Each module of a network is composed of Modules and there are several sub-classes of Module available: container classes like Sequential, Parallel and Concat , which can contain simple layers like Linear, Mean, Max and Reshape, as well as convolutional layers, and transfer functions like Tanh.

Loss functions are implemented as sub-classes of Criterion. They are helpful to train neural network on classical tasks. Common criterions are the Mean Squared Error criterion implemented in MSECriterion and the cross-entropy criterion implemented in ClassNLLCriterion.

Finally, the StochasticGradient class provides a high level way to train the neural network of choice, even though it is easy with a simple for loop to train a neural network yourself.

Detailed Overview

This section provides a detailed overview of the neural network package. First the omnipresent Module is examined, followed by some examples for combining modules together. The last part explores facilities for training a neural network.


A neural network is called a Module (or simply module in this documentation) in Torch. Module is an abstract class which defines four main methods: * forward(input) which computes the output of the module given the input Tensor. * backward(input, gradOutput) which computes the gradients of the module with respect to its own parameters, and its own inputs. * zeroGradParameters() which zeroes the gradient with respect to the parameters of the module. * updateParameters(learningRate) which updates the parameters after one has computed the gradients with backward()

It also declares two members: * output which is the output returned by forward(). * gradInput which contains the gradients with respect to the input of the module, computed in a backward().

Two other perhaps less used but handy methods are also defined: * share(mlp,s1,s2,...,sn) which makes this module share the parameters s1,..sn of the module mlp. This is useful if you want to have modules that share the same weights. * clone(...) which produces a deep copy of (i.e. not just a pointer to) this Module, including the current state of its parameters (if any).

Some important remarks: * output contains only valid values after a forward(input). * gradInput contains only valid values after a backward(input, gradOutput). * backward(input, gradOutput) uses certain computations obtained during forward(input). You must call forward() before calling a backward(), on the same input, or your gradients are going to be incorrect!

Plug and play

Building a simple neural network can be achieved by constructing an available layer. A linear neural network (perceptron!) is built only in one line:

mlp = nn.Linear(10,1) -- perceptron with 10 inputs

More complex neural networks are easily built using container classes Sequential and Concat. Sequential plugs layer in a feed-forward fully connected manner. Concat concatenates in one layer several modules: they take the same inputs, and their output is concatenated.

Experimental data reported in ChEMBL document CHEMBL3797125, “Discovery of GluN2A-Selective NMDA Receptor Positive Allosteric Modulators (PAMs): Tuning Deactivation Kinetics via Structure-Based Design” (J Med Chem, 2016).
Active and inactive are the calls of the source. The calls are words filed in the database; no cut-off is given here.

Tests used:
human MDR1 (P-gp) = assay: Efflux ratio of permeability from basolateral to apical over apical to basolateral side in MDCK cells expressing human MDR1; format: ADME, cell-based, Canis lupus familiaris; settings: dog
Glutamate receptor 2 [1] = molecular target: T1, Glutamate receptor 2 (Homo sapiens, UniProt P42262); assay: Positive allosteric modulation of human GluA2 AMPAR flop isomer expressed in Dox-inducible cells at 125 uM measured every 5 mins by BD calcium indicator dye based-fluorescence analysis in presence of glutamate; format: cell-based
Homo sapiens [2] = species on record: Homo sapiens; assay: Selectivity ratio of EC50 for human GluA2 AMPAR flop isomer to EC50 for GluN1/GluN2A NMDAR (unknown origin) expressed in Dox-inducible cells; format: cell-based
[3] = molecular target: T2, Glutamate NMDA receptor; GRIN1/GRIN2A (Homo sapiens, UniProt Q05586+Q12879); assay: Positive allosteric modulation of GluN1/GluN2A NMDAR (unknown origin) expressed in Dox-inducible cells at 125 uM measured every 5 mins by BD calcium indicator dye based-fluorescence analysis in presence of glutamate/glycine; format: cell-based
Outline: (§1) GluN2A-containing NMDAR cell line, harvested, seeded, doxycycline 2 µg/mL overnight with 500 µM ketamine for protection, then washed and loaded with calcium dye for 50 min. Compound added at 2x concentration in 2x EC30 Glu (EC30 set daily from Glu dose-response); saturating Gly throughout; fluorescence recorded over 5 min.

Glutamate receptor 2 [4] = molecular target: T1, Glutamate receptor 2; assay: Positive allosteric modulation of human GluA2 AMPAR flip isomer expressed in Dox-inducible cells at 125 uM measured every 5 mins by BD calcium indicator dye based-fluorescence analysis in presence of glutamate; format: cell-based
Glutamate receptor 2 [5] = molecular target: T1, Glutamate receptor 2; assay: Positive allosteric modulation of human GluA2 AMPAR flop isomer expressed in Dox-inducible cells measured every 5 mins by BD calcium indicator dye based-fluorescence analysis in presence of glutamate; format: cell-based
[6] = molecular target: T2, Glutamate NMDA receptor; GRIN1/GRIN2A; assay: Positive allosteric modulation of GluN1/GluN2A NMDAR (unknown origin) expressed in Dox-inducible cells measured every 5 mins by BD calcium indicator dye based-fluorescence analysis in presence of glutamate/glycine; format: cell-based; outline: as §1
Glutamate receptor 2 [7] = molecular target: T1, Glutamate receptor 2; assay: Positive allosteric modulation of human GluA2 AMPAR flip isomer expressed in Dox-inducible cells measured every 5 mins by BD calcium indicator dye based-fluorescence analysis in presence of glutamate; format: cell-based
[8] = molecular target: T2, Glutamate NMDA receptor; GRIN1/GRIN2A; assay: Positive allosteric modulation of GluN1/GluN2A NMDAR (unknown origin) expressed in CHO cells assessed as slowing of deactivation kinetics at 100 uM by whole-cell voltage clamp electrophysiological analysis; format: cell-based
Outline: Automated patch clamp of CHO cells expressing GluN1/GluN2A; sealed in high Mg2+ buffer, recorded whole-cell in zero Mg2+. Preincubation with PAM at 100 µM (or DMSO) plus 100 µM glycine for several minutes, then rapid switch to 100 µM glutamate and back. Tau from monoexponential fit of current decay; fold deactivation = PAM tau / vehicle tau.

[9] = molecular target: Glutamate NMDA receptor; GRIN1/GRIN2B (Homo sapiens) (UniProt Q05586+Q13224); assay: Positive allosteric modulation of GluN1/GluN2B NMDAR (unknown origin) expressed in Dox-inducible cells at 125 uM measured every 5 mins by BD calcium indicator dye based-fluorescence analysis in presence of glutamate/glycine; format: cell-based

Creating a one hidden-layer multi-layer perceptron is thus just as easy as:

mlp = nn.Sequential()
mlp:add( nn.Linear(10, 25) ) -- 10 input, 25 hidden units
mlp:add( nn.Tanh() ) -- some hyperbolic tangent transfer function
mlp:add( nn.Linear(25, 1) ) -- 1 output

Of course, Sequential and Concat can contains other Sequential or Concat, allowing you to try the craziest neural networks you ever dreamt of! See the [[#nn.Modules|complete list of available modules]].

Training a neural network

Once you built your neural network, you have to choose a particular Criterion to train it. A criterion is a class which describes the cost to be minimized during training.

You can then train the neural network by using the StochasticGradient class.

 criterion = nn.MSECriterion() -- Mean Squared Error criterion
 trainer = nn.StochasticGradient(mlp, criterion)
 trainer:train(dataset) -- train using some examples

StochasticGradient expect as a dataset an object which implements the operator dataset[index] and implements the method dataset:size(). The size() methods returns the number of examples and dataset[i] has to return the i-th example.

An example has to be an object which implements the operator example[field], where field might take the value 1 (input features) or 2 (corresponding label which will be given to the criterion). The input is usually a Tensor (except if you use special kind of gradient modules, like table layers). The label type depends of the criterion. For example, the MSECriterion expect a Tensor, but the ClassNLLCriterion except a integer number (the class).

Such a dataset is easily constructed by using Lua tables, but it could any C object for example, as long as required operators/methods are implemented. See an example.

StochasticGradient being written in Lua, it is extremely easy to cut-and-paste it and create a variant to it adapted to your needs (if the constraints of StochasticGradient do not satisfy you).

Low Level Training

If you want to program the StochasticGradient by hand, you essentially need to control the use of forwards and backwards through the network yourself. For example, here is the code fragment one would need to make a gradient step given an input x, a desired output y, a network mlp and a given criterion criterion and learning rate learningRate:

function gradUpdate(mlp, x, y, criterion, learningRate) 
  local pred = mlp:forward(x)
  local err = criterion:forward(pred, y)
  local gradCriterion = criterion:backward(pred, y)
  mlp:backward(x, gradCriterion)

For example, if you wish to use your own criterion you can simple replace gradCriterion with the gradient vector of your criterion of choice.